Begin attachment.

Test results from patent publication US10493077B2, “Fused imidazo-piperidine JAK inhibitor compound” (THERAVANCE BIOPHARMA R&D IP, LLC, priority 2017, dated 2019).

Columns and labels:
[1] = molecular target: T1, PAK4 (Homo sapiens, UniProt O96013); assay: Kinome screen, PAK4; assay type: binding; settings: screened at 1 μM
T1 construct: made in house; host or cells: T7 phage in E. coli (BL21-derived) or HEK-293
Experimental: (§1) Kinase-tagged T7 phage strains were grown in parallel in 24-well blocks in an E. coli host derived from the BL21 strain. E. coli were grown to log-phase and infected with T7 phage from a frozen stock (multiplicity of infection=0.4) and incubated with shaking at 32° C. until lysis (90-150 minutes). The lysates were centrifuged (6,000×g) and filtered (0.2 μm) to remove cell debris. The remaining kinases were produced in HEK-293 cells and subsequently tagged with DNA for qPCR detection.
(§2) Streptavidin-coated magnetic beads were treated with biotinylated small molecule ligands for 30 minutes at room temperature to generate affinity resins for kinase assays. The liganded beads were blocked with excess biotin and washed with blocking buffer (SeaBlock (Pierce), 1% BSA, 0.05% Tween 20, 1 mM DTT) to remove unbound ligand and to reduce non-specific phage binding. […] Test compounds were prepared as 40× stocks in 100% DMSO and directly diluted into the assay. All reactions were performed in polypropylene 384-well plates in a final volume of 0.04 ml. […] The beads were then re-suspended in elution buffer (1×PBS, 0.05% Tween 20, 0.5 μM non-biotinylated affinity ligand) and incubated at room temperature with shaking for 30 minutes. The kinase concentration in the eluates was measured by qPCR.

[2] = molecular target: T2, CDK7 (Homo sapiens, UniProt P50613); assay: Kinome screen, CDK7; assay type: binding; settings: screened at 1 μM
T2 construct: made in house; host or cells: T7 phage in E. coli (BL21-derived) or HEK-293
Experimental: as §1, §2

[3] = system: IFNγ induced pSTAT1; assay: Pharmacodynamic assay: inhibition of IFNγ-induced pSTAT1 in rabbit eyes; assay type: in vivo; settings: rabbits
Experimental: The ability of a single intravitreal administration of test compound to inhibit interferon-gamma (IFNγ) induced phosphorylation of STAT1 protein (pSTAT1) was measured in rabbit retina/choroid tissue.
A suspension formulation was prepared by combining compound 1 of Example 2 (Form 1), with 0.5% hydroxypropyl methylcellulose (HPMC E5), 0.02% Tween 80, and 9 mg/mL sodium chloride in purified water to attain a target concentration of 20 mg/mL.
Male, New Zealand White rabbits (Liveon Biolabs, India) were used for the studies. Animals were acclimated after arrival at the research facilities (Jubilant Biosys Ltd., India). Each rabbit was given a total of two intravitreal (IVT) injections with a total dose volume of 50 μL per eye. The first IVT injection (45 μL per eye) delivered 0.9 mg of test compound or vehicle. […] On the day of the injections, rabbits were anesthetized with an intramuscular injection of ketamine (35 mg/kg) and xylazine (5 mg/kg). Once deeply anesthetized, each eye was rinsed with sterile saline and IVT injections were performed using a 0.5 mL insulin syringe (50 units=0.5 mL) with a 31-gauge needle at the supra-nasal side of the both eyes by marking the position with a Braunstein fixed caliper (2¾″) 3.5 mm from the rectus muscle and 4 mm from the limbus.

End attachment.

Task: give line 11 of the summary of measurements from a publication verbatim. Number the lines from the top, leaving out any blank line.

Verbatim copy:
Experimental: The ability of a single intravitreal administration of test compound to inhibit interferon-gamma (IFNγ) induced phosphorylation of STAT1 protein (pSTAT1) was measured in rabbit retina/choroid tissue.